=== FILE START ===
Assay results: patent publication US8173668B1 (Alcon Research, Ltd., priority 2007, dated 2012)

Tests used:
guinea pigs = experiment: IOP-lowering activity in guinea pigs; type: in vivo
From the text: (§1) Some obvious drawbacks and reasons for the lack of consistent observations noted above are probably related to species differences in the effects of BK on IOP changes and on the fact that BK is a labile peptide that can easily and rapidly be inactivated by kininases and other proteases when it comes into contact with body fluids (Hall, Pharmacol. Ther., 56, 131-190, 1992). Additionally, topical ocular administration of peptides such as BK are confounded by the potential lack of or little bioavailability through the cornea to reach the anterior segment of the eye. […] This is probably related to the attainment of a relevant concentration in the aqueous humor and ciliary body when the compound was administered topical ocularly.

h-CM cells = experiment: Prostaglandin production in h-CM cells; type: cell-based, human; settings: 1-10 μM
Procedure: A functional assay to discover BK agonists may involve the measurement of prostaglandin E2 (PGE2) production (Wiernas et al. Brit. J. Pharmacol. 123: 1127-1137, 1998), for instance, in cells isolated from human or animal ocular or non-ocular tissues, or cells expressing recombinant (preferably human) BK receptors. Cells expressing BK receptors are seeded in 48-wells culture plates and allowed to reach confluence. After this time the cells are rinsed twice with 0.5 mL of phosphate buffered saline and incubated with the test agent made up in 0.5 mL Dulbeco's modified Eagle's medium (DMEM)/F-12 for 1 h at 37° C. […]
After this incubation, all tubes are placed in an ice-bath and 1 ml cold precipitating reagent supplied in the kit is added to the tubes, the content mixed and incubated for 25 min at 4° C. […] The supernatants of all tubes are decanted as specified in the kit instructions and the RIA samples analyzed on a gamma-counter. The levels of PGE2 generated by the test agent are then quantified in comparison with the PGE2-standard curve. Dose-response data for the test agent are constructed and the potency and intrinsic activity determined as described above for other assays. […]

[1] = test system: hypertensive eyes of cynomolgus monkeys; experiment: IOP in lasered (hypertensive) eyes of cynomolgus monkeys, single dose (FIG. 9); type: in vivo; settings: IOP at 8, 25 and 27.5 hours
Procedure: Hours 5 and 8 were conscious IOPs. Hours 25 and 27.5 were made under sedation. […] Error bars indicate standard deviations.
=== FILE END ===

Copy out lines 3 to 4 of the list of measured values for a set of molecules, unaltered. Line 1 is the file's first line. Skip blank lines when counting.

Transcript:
guinea pigs = experiment: IOP-lowering activity in guinea pigs; type: in vivo
From the text: (§1) Some obvious drawbacks and reasons for the lack of consistent observations noted above are probably related to species differences in the effects of BK on IOP changes and on the fact that BK is a labile peptide that can easily and rapidly be inactivated by kininases and other proteases when it comes into contact with body fluids (Hall, Pharmacol. Ther., 56, 131-190, 1992). Additionally, topical ocular administration of peptides such as BK are confounded by the potential lack of or little bioavailability through the cornea to reach the anterior segment of the eye. […] This is probably related to the attainment of a relevant concentration in the aqueous humor and ciliary body when the compound was administered topical ocularly.